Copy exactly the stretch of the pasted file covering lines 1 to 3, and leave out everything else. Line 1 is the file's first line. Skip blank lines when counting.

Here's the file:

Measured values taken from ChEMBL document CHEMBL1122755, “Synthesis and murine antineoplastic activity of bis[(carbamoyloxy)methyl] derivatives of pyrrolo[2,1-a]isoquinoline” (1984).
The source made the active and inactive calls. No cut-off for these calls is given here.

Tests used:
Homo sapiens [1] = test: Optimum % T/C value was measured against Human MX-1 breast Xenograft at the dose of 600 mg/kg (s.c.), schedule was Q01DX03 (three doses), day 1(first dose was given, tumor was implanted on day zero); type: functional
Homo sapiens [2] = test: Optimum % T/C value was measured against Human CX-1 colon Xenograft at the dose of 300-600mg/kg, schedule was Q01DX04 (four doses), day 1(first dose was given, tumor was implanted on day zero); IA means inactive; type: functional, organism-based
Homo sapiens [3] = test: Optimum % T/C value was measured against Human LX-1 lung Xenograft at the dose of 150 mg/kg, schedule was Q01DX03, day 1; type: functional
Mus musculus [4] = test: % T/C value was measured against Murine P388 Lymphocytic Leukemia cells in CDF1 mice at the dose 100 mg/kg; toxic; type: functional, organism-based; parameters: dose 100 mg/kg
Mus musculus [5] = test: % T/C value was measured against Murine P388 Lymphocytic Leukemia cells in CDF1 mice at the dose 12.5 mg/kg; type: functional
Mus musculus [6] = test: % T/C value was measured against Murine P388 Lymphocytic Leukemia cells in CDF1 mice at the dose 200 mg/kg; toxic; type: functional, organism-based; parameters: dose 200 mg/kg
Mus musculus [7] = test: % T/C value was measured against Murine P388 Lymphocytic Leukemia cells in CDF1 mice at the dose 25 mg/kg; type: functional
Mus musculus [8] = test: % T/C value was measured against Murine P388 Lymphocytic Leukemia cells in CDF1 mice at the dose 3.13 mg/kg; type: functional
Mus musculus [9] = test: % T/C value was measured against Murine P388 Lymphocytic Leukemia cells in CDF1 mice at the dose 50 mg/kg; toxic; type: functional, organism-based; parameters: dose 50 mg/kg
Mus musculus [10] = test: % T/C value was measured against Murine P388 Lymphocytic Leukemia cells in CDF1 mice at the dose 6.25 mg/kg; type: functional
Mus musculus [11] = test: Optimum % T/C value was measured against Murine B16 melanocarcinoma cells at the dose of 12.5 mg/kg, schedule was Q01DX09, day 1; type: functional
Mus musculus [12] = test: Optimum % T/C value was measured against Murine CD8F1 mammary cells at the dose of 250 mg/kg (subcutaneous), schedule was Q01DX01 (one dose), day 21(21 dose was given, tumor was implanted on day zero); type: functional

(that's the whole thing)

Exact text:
Measured values taken from ChEMBL document CHEMBL1122755, “Synthesis and murine antineoplastic activity of bis[(carbamoyloxy)methyl] derivatives of pyrrolo[2,1-a]isoquinoline” (1984).
The source made the active and inactive calls. No cut-off for these calls is given here.

Tests used: